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Photo by: Joseph De Leo
The chopped vegetables in this gumbo, significantly less brothy than most versions, meld with the roux to form a rustic, thick sauce with plenty of substance and character. The gumbo is then additionally thickened with okra or filé powder (ground dried sassafras leaves). If okra is used, it cooks along with the other ingredients, but the filé powder is stirred into the gumbo at the last moment, just as the pot is removed from the heat. I prefer to use filé because it imparts a tantalizing undercurrent of smokiness to the stew.
A bowl of rice is the classic gumbo accompaniment, but for a change of pace we enjoy it served over biscuits. Split a biscuit and put the bottom half in a bowl, spoon lots of gumbo over it, then top with the other biscuit half.
1. Rinse the chicken under cold running water, removing any excess fat. Pat dry with paper towels.
2. Heat the oil in a Dutch oven or large, heavy pot over medium-high heat. When it just begins to smoke, add only enough chicken drumsticks and thighs to fit into the skillet without touching and sauté until well browned on all sides, 8 to 10 minutes total. Using tongs, transfer the pieces to a platter and set aside while you sauté the remaining pieces in batches, as necessary.
3. When all the chicken has been removed from the pot, reduce the heat a bit and sprinkle the flour over the drippings, whisking rapidly to blend. Cook the roux, whisking constantly, until it achieves a peanut-buttery color, 5 to 6 minutes. Watch carefully; you don’t want to burn the roux. As soon as the roux is the right color, add the chopped vegetables along with the ham, bacon, and garlic; be careful, because steam will be created on contact with the very hot roux. Reduce the heat to very low and sauté the mixture gently, stirring frequently, until the vegetables start to soften and give off a little liquid, about 5 minutes.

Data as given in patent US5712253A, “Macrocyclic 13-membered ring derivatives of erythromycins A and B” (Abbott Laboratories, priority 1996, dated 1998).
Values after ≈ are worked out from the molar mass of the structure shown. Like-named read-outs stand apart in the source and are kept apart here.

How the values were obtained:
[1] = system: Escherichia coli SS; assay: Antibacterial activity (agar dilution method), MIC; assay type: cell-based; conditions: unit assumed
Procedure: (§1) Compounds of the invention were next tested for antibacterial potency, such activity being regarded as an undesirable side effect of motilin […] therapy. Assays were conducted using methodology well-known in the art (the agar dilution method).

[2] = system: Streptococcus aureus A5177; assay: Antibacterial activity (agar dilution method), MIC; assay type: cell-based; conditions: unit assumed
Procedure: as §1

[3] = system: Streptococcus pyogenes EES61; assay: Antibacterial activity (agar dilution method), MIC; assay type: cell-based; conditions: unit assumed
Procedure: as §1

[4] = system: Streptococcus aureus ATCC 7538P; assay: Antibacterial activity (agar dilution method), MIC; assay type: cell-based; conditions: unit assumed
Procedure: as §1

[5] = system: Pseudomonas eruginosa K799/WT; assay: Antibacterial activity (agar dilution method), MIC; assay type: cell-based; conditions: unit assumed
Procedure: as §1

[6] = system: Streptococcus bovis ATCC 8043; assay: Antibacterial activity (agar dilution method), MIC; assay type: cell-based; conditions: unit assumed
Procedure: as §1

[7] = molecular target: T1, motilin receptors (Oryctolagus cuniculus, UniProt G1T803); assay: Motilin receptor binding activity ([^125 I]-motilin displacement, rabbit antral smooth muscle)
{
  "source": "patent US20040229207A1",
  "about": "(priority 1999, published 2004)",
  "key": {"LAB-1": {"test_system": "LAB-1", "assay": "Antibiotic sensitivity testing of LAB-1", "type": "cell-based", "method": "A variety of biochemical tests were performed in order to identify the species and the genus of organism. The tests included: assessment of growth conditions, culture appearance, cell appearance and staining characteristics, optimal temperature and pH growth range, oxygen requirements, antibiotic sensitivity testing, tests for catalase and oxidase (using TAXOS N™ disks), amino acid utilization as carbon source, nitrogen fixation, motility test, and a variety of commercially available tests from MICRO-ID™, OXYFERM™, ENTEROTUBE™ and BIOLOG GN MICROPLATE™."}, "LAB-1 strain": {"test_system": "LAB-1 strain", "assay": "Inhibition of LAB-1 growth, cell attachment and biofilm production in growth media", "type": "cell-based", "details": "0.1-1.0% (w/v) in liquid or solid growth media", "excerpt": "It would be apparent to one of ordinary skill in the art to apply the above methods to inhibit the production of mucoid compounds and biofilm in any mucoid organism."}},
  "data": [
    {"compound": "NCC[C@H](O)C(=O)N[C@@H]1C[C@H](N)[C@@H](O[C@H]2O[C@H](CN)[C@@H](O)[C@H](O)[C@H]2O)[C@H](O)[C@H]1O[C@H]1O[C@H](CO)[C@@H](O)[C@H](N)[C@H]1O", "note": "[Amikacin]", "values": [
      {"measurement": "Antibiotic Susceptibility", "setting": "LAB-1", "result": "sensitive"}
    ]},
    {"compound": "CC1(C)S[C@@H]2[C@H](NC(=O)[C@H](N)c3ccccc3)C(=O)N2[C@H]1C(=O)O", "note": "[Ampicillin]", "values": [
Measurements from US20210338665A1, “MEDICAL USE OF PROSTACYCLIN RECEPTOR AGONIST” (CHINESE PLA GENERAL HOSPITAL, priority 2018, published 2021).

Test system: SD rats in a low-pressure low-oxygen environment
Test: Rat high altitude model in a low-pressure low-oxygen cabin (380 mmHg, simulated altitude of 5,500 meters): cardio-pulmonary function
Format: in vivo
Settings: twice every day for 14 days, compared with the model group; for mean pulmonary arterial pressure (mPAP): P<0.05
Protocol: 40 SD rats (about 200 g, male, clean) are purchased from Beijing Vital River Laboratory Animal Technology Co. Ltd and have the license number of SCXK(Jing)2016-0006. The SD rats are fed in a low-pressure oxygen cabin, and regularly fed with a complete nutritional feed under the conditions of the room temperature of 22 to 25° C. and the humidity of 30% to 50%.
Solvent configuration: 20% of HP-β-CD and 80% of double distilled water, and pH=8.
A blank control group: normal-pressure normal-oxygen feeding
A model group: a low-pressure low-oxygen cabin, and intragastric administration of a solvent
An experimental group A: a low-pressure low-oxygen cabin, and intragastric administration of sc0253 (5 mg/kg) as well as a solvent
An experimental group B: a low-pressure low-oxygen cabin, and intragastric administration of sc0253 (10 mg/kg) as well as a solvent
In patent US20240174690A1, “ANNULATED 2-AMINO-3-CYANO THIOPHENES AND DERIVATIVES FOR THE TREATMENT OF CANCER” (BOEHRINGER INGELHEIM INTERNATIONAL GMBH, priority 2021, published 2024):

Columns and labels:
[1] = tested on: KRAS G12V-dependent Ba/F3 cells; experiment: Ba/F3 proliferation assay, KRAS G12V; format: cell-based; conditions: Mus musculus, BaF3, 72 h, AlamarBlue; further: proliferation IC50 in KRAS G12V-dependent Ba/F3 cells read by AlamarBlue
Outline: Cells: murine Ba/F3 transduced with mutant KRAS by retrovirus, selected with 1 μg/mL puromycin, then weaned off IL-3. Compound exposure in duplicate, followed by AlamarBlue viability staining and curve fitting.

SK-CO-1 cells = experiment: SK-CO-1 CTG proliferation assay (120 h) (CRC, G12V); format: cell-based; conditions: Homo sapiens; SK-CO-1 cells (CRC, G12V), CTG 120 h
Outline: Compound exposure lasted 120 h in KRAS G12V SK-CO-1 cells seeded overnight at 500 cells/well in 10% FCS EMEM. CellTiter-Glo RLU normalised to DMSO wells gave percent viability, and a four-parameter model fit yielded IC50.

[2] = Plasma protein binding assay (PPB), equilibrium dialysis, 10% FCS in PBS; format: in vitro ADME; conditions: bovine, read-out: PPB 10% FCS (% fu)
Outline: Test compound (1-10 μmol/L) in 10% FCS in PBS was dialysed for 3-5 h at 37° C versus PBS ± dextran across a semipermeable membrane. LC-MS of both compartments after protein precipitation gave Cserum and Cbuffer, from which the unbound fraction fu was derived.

4. Add the bay leaves, salt, cayenne, black and white peppers, and thyme and stir well to mix. Add 4 cups chicken stock, stirring well to mix, then return the chicken legs to the casserole. Add more stock, if necessary, to cover the chicken and bring to a boil over high heat, stirring occasionally. Reduce the heat to low and simmer, uncovered, until the chicken is very tender and almost but not quite falling off the bone, 25 minutes.
5. Using a slotted spoon, transfer the chicken legs to a platter and set them aside. Increase the heat under the pot to high and cook the sauce, uncovered, until it’s reduced to a light sauce consistency, 10 to 15 minutes. Return the chicken to the pot and cook until heated through, 3 to 5 minutes. Remove the pot from the heat, stir in the filé powder, and let stand for 5 minutes before transferring to a serving dish.
Vegetables chopped in a food processor usually come out too mushy for most dishes—however, that’s just the texture you want for this gumbo. So if you’ve got a processor, use it to chop away.
Nutrients per serving (% daily value)
Nutritional information is based on 12 servings.
Nutritional information does not include Chicken Stock Recipe. For nutritional information on Chicken Stock Recipe, please follow the link above.
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